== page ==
Patients who travel longer distances for prostate cancer (PCa) treatment are more likely to receive definitive prostate stereotactic body radiotherapy (SBRT), according to a new study.

Compared with patients who traveled fewer than 25 miles to a treatment facilities, those who traveled 25 to 50 miles and more than 50 miles had a significant 1.6-fold and 2.3-fold increased odds of receiving SBRT, respectively, in adjusted analyses, Brandon A. Mahal, MD, of Brigham and Women’s Hospital in Boston, and colleagues reported online in Cancer.

“The current study finding that long-distance travel was strongly positively associated with definitive prostate SBRT use suggests that treatment decisions with unknown long-term clinical implications may be strongly driven by sociodemographic factors,” the authors noted.

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Dr Mahal’s team offered potential explanations for the finding. One possibility is that patients who have to travel greater distances for treatment may be more likely to incur economic burdens and financial difficulties with long-course radiotherapy. Another possibility is that patients with the financial or other means to travel to centers where SBRT is offered, which tend to be academic centers in metropolitan areas, are those who are most likely to seek out SBRT and travel long distances for the treatment, according to the investigators.

Using the National Cancer Data Base (NCDB), Dr Mahal and his colleagues identified 181,544 men with localized PCa who underwent definitive external beam radiotherapy from 2004 to 2012. During that period, use of definitive SBRT increased more than 3-fold, a finding that coincides with early reports of short-term efficacy, according to the investigators. The proportion of EBRT cases in which SBRT was used rose from 1.8% in 2002 to 5.9% in 2012.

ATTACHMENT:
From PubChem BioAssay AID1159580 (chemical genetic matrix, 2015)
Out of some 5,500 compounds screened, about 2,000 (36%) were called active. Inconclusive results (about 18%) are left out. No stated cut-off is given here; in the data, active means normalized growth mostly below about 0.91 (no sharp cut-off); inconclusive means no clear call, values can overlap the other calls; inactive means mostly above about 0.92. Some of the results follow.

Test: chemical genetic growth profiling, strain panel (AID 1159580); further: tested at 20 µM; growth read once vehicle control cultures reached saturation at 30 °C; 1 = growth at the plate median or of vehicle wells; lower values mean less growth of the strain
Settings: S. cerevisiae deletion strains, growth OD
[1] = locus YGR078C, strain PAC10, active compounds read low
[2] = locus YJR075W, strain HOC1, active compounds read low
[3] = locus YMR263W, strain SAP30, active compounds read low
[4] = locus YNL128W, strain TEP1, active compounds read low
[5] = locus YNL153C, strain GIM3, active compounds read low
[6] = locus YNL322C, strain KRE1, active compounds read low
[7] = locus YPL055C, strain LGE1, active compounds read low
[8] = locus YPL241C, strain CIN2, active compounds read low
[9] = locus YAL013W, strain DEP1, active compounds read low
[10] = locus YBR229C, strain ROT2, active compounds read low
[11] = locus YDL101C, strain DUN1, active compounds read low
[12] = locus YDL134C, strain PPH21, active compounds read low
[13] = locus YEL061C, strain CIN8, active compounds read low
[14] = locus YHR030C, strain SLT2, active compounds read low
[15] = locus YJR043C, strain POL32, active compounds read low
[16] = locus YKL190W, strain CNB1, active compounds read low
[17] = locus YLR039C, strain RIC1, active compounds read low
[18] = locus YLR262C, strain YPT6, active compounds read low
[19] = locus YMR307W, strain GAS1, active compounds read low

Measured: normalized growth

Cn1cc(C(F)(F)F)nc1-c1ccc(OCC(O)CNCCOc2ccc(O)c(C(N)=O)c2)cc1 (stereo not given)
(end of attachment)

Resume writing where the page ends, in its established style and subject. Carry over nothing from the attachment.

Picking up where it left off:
In addition, the study showed that black and Hispanic patients had a 14% and 48% lower odds of receiving SBRT, respectively, compared with non-Hispanic white patients, and patients aged 70 years and older had 17% lower odds of receive SBRT than those younger than 70 years.

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In a discussion of study limitations, the authors noted that although the NCDB represents the nation’s largest cancer database, the current study did not include data from cancer centers not accredited by the American College of Surgeons Commission on Cancer (CoC), so the findings may not reflect those centers. Further, the new study included data only up to 2012, so the investigators were unable to determine SBRT rates after publication of the pooled analysis phase 2 clinical trials in Radiotherapy and Oncology (2013;109:217-221), which demonstrated that PSA relapse-free survival rates after SBRT compared favorably with other definitive treatments for low- and intermediate-risk PCa, or after SBRT was cautiously listed as a potential definitive therapy in the 2014 National Comprehensive Cancer Network guidelines.

“Despite its potential limitations, we believe the current study is a robust and comprehensive report regarding the national trends and patterns of use of definitive prostate SBRT,” the authors concluded.


Mahal BA, Chen YW, Sethi RV, et al. Travel distance and stereotactic body radiotherapy for localized prostate cancer. Cancer. 2017; published online ahead of print.